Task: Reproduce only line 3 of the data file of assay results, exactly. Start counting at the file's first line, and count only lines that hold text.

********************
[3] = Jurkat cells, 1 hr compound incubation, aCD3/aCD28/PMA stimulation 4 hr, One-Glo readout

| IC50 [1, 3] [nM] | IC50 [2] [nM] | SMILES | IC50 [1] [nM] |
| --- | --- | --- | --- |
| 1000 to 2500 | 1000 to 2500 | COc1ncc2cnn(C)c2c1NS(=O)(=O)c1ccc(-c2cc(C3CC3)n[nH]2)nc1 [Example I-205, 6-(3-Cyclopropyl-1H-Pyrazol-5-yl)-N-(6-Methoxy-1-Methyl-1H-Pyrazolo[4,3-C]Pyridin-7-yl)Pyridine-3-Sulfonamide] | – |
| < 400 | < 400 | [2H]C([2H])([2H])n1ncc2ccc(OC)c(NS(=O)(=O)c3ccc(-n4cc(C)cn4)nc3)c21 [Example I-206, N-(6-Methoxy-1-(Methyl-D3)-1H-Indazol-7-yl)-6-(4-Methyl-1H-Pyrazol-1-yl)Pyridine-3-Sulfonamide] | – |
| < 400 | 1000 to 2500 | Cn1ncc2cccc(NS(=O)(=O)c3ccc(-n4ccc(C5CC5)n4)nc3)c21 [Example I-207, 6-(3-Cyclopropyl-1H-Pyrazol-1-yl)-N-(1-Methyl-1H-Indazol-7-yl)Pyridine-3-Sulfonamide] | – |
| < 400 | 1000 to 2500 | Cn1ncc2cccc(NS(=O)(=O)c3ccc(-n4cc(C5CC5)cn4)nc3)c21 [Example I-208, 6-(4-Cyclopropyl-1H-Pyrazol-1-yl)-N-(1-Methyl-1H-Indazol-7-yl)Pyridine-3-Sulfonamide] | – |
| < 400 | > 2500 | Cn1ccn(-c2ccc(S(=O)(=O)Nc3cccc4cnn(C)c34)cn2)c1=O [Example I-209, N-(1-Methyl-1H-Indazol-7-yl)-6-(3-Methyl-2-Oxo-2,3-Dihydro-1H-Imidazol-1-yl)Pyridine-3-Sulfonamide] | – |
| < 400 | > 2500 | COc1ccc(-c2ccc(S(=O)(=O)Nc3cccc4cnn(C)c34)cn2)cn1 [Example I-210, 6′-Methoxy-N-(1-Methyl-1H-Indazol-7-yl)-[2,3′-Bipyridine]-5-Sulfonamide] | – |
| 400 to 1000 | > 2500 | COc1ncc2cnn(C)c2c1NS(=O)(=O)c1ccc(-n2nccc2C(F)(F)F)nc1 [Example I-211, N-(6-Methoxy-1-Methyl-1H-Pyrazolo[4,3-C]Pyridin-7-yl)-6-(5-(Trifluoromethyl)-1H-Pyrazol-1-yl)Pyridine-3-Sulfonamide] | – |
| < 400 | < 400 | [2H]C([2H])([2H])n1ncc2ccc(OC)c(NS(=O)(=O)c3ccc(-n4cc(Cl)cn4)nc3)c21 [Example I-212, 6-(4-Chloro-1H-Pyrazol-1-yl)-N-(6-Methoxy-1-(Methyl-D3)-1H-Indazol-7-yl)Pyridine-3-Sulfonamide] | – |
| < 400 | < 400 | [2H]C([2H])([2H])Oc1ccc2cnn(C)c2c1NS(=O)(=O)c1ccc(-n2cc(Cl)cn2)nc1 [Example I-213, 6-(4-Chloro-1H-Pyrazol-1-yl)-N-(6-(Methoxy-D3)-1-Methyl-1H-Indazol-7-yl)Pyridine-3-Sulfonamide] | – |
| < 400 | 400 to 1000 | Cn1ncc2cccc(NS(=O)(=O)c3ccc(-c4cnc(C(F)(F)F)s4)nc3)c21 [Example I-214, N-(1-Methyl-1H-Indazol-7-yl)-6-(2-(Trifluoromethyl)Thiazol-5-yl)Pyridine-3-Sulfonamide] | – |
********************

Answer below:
| --- | --- | --- | --- |